IrelandReview

Happiness Then … – Bewley’s Café Theatre, Dublin

Reviewer: Claire Galligan

Writer: Elizabeth Moynihan

Director: Liam Halligan

Two sisters meet in the aftermath of their mother’s death. The play seeks to expose the many faces of grief and its impact on Francis and Bridget. Old grievances are unearthed. Painful experiences are shared. Bridget comments to Francis that she ‘lives life like a glorious meringue. However, Francis is facing the end of her marriage when she says ‘the man I married doesn’t exist anymore.’ Simultaneously Bridget is dealing with her own loss and the disappearance of her son from her life through drug abuse and homelessness.

The whole framework of the play is properly shaped and proportioned by Liam Halligan’s direction. The medium of film and television creates a telescopic lens so that we the audience can see minute changes in facial expression which tell all. Both Rachel Dowling as Bridget, and Sorcha Furlong as Francis show remarkable instances of this technique in their stage performance of the play. Both actors employ their consummate skill and experience gleaned from many years in television and film to engage the audience and draw us into their world; as if we the audience are viewing the sister’s meeting through the lens of camera. The dialogue is incisive and the pace moves relentlessly towards the denouement, as both women come to terms with their respective lives – connected by blood and birth yet distant.

Playwright Elizabeth Moynihan explores how complicated grief and bereavement and how its multi-layers can force us apart. Close relationships can be too painful to sustain after the death of a parent – particularly if the experiences in childhood are traumatic. Francis finds comfort in drinking heavily to mask her loneliness and pain, and is frequently reminded of her detrimental drinking pattern by her sister Bridget, who has reluctantly agreed to the meeting. Bridget is overwhelmed by fear of failure, and had high expectations of her son Fionn and husband Michael. Fiona criticises Bridget because she has driven away her only son and faces loneliness and isolation.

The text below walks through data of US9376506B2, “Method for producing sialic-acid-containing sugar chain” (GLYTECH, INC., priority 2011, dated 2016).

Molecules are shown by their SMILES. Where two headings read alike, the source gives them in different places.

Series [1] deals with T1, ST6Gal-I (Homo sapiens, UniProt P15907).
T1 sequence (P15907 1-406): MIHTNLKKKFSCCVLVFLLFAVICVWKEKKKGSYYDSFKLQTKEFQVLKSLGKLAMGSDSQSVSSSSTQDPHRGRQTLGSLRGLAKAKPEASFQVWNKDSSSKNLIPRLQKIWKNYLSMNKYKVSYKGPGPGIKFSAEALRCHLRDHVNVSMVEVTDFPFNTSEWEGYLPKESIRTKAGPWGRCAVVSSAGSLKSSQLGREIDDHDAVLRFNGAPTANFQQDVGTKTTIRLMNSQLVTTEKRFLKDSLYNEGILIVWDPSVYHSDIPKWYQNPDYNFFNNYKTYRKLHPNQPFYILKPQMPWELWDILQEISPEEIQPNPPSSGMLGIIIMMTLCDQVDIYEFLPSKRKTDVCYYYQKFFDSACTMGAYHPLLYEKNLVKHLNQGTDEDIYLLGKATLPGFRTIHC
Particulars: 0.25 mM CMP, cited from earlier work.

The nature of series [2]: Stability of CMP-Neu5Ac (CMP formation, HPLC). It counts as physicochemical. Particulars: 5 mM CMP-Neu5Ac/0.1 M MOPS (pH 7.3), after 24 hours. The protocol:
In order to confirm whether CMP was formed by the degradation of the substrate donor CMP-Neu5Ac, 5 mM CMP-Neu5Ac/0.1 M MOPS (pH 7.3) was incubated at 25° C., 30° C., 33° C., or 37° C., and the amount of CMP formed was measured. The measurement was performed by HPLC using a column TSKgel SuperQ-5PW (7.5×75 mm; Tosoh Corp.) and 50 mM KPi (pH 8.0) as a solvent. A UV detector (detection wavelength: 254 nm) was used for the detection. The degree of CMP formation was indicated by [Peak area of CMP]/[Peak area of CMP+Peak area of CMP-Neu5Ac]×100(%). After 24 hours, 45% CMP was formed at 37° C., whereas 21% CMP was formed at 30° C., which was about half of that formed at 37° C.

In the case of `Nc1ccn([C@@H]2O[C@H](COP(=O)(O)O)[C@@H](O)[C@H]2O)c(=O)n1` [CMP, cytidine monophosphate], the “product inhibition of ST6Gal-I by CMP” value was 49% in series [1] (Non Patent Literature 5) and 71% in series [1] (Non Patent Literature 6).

The staging of the play complements the exposition of these sensitive themes. Movement is minimal to heighten the importance of the dialogue and to focus our attention on the inner truth of the play. In this production both actors sit together at a café table throughout, and confront each other with acerbic and vitriolic retorts; blame and counter blame swing back and forth which serves to expose their disappointment with each other and where they now find themselves in their own lives. Fiona says to Bridget ‘we have been strangers for a long time.’

Costumes designed by Toni Bailey capture the sister’s characters beautifully. Fiona wears a sculpted red dress and Bridget wears a tailored jacket and trousers – both styles and choice of colours and fabric are harmonious within the ambience of a café atmosphere which is softly lit and designed by Eoin Lennon. The trajectory of the play is only interrupted when the sisters allude to the unseen characters who occupy the public space in the café, fearing that their raised voices may upset the clientele.

Ensemble teamwork of writing, direction, performance, and staging, makes this lunchtime at Bewley’s Café Theatre a worthwhile and rounded experience.

Runs Until February 2024.

The Review's Hub Score

Compelling

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The Ireland team is currently under the editorship of Laura Marriott. The Reviews Hub was set up in 2007. Our mission is to provide the most in-depth, nationwide arts coverage online.

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